I laugh at Death wrote:
While many have speculated that he is the father of Elizabeth Keen, I don't think so. Especially after seeing last nights episode, the picture he took out of the book of the young woman, I think that was his daughter.
You may be right the episode was hinting that. But Reddington first of all abandoned his real family without a qualm. Why then care about another one? Particularly since the girl's photo was close to the beginning of the stewmaker's album, implying that she was killed years ago. And this would mean she was fathered by Reddington well before his mysterious break into criminality. It is not clear why another daughter's existence would be a dark secret until he took up a life of crime. Nor is it clear how the death of a daughter might lead to taking up a life of crime.
Yes, Elizabeth Keen being his daughter would be pretty saccharine. The question of why she would matter so much more than his ordinary children applies to her as well.
However, as to the monstrousness of killing the stewmaker, that depends on what you deem his motive. We know what he said for Lizzie, but what he did was silence the last witness to the criminals who ordered the crimes the stewmaker merely abetted. After all, the dialogue made it clear that Lizzie was supposed to be his first kill. Even the Old Testament says a life for a life. The stewmaker didn't kill anyone.
Many murderers got away because of Reddington's intervention. At best, the photos may help confirm the deaths of missing persons. As fun as some viewers may have found Reddington killing a man for felony tampering with evidence, in truth, Reddington committed murder to protect murderers, even if he said he a bunch of satisfying BS. In all probability, Lizzie's "melodramatic" monster was based solely on the disproportion of the punishment for attempted murder, based on the lex talionis principle, without thinking of the protecting murderers angle.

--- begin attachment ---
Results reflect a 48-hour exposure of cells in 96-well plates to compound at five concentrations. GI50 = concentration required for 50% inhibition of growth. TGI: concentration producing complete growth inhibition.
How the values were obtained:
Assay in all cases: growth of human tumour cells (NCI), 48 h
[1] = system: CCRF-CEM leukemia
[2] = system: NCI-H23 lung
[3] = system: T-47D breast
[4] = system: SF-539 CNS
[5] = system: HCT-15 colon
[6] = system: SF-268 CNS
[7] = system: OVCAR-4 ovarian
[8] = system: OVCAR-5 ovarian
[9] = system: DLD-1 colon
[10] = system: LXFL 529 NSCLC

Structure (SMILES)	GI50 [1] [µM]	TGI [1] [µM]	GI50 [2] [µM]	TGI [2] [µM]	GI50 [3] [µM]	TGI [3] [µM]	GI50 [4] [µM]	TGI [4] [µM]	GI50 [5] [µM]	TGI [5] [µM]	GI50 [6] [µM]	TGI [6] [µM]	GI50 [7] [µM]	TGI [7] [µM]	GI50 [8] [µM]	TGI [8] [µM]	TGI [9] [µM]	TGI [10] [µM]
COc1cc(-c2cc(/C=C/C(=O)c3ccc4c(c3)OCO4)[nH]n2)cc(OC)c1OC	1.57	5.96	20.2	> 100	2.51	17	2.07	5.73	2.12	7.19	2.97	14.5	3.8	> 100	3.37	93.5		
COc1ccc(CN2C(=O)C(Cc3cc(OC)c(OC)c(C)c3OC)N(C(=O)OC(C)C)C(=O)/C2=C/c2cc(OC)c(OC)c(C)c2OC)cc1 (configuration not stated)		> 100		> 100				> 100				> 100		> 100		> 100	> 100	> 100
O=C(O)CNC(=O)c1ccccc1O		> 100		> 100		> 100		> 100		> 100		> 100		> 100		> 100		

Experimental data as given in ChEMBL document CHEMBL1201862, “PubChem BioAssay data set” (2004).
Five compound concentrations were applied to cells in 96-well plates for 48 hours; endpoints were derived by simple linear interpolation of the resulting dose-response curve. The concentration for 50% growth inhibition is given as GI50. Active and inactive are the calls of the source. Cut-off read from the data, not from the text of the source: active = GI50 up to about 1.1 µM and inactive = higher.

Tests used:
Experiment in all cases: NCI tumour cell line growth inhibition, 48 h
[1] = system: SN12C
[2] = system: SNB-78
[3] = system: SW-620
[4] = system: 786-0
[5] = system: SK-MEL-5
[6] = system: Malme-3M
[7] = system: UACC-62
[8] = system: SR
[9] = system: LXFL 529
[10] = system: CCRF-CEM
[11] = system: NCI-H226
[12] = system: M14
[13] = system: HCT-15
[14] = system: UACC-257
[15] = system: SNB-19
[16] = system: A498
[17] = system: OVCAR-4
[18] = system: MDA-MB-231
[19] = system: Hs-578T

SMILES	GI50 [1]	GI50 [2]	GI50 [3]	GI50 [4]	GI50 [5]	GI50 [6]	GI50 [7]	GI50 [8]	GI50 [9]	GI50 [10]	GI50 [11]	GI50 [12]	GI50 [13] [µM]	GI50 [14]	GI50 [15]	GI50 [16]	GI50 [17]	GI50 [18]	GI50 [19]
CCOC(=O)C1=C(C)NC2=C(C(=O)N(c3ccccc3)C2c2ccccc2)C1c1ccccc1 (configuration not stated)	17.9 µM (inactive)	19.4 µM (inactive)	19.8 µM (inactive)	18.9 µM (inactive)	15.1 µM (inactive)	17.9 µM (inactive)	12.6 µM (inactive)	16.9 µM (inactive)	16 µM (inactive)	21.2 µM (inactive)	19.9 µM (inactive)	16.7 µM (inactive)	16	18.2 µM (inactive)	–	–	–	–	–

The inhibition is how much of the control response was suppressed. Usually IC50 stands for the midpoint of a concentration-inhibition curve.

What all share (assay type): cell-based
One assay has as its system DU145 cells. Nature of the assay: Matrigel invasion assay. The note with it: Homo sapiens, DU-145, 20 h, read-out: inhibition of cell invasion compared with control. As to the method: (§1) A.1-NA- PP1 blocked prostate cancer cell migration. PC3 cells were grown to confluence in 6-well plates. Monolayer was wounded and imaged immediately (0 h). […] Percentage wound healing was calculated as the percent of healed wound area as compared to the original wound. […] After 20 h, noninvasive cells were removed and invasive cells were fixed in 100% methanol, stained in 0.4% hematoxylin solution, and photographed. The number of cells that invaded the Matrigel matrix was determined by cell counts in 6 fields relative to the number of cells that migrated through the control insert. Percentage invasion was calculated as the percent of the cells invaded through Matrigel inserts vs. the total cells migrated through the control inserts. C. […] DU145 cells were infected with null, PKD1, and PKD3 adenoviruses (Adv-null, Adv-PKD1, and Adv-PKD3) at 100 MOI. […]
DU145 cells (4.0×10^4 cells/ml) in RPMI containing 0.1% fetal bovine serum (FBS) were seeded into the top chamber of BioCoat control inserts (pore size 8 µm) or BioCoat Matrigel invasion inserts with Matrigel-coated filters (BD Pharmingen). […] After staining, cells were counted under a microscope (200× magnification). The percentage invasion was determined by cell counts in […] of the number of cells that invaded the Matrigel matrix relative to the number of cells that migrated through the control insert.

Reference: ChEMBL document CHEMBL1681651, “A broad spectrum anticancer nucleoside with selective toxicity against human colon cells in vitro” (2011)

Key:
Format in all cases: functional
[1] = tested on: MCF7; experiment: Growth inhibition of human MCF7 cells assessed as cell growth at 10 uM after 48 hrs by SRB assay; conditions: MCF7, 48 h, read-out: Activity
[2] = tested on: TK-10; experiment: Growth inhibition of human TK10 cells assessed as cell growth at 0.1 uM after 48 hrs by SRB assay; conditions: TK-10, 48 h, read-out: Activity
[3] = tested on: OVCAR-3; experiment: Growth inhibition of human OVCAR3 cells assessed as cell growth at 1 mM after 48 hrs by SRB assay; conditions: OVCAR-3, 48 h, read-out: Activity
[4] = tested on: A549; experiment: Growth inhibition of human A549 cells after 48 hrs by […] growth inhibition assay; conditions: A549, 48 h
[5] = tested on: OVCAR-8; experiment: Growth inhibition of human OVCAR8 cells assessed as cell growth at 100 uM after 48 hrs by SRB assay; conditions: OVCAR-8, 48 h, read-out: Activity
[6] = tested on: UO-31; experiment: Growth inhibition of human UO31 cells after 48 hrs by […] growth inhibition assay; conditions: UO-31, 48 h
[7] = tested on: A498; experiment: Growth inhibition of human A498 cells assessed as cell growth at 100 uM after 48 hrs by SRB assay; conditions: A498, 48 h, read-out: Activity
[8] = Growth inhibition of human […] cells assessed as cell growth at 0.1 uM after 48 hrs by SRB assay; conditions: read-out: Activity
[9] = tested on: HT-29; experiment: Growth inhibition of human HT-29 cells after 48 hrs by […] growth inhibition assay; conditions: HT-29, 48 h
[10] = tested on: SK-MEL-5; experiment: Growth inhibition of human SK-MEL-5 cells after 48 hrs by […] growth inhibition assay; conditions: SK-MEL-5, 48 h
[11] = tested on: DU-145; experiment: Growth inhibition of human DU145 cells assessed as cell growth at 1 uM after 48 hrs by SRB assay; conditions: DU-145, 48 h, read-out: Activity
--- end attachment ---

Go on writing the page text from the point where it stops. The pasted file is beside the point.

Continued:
That would be necessary plot-wise, because the FBI would know Reddington killed the guy, but they can't highlight the protecting murderers angle, because it would highlight the scripted incompetence of the FBI (designed to make Reddington look good.) Also it would detract from the pleasure of the murder for that part of the audience that likes that aspect of the show. Ressler's aside was meant to assure us that Reddington would kill Lorca, the drug dealer, at some point for his own personal pleasure.
Tom Keene is not bland, but is positively angelic. Thus far, it can only be assumed that Lizzie is not just a fool, or why should anyone care about her, not just Reddington, but us? But either a villain has manipulated her throughout her marriage, or she hasn't realized that Reddington set the mad bomber on her husband. Lizzie can't be a dramatic agent if she's too clueless to know there's a dramatic choice to make. I don't know if it's possible to write anything but a deer in the headlights with this kind of story.
The points above about the longevity of the anti-hero trend and the desperate need for willing suspension of disbelief for this show are both correct.